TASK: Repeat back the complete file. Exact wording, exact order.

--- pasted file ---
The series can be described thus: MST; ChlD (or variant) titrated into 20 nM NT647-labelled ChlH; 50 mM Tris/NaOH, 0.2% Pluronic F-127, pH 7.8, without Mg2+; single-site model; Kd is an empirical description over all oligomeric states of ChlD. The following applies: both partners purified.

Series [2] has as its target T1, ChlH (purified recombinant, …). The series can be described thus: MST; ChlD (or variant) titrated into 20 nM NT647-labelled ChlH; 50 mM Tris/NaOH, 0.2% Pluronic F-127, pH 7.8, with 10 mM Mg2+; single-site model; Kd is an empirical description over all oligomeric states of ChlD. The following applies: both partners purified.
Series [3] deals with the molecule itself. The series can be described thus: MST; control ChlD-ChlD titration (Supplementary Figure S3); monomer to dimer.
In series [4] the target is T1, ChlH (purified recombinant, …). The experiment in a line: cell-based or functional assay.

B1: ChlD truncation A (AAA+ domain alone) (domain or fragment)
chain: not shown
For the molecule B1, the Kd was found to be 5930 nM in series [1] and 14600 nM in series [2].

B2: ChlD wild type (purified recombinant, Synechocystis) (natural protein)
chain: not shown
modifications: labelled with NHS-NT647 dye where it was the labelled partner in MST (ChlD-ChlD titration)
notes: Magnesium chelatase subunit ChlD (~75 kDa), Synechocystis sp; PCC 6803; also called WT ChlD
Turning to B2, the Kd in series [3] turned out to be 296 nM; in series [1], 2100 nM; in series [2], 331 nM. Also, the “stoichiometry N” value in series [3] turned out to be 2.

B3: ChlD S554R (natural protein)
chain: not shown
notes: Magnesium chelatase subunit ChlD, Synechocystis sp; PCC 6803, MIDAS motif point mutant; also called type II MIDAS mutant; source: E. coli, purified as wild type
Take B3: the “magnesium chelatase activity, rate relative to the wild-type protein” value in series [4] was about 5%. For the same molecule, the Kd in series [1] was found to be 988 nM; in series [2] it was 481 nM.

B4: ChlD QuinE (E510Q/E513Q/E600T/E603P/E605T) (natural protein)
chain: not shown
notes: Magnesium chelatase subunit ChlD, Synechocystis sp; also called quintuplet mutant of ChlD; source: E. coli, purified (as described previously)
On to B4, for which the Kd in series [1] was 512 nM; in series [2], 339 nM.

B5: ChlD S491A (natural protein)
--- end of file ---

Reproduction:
The series can be described thus: MST; ChlD (or variant) titrated into 20 nM NT647-labelled ChlH; 50 mM Tris/NaOH, 0.2% Pluronic F-127, pH 7.8, without Mg2+; single-site model; Kd is an empirical description over all oligomeric states of ChlD. The following applies: both partners purified.

Series [2] has as its target T1, ChlH (purified recombinant, …). The series can be described thus: MST; ChlD (or variant) titrated into 20 nM NT647-labelled ChlH; 50 mM Tris/NaOH, 0.2% Pluronic F-127, pH 7.8, with 10 mM Mg2+; single-site model; Kd is an empirical description over all oligomeric states of ChlD. The following applies: both partners purified.
Series [3] deals with the molecule itself. The series can be described thus: MST; control ChlD-ChlD titration (Supplementary Figure S3); monomer to dimer.
In series [4] the target is T1, ChlH (purified recombinant, …). The experiment in a line: cell-based or functional assay.

B1: ChlD truncation A (AAA+ domain alone) (domain or fragment)
chain: not shown
For the molecule B1, the Kd was found to be 5930 nM in series [1] and 14600 nM in series [2].

B2: ChlD wild type (purified recombinant, Synechocystis) (natural protein)
chain: not shown
modifications: labelled with NHS-NT647 dye where it was the labelled partner in MST (ChlD-ChlD titration)
notes: Magnesium chelatase subunit ChlD (~75 kDa), Synechocystis sp; PCC 6803; also called WT ChlD
Turning to B2, the Kd in series [3] turned out to be 296 nM; in series [1], 2100 nM; in series [2], 331 nM. Also, the “stoichiometry N” value in series [3] turned out to be 2.

B3: ChlD S554R (natural protein)
chain: not shown
notes: Magnesium chelatase subunit ChlD, Synechocystis sp; PCC 6803, MIDAS motif point mutant; also called type II MIDAS mutant; source: E. coli, purified as wild type
Take B3: the “magnesium chelatase activity, rate relative to the wild-type protein” value in series [4] was about 5%. For the same molecule, the Kd in series [1] was found to be 988 nM; in series [2] it was 481 nM.

B4: ChlD QuinE (E510Q/E513Q/E600T/E603P/E605T) (natural protein)
chain: not shown
notes: Magnesium chelatase subunit ChlD, Synechocystis sp; also called quintuplet mutant of ChlD; source: E. coli, purified (as described previously)
On to B4, for which the Kd in series [1] was 512 nM; in series [2], 339 nM.

B5: ChlD S491A (natural protein)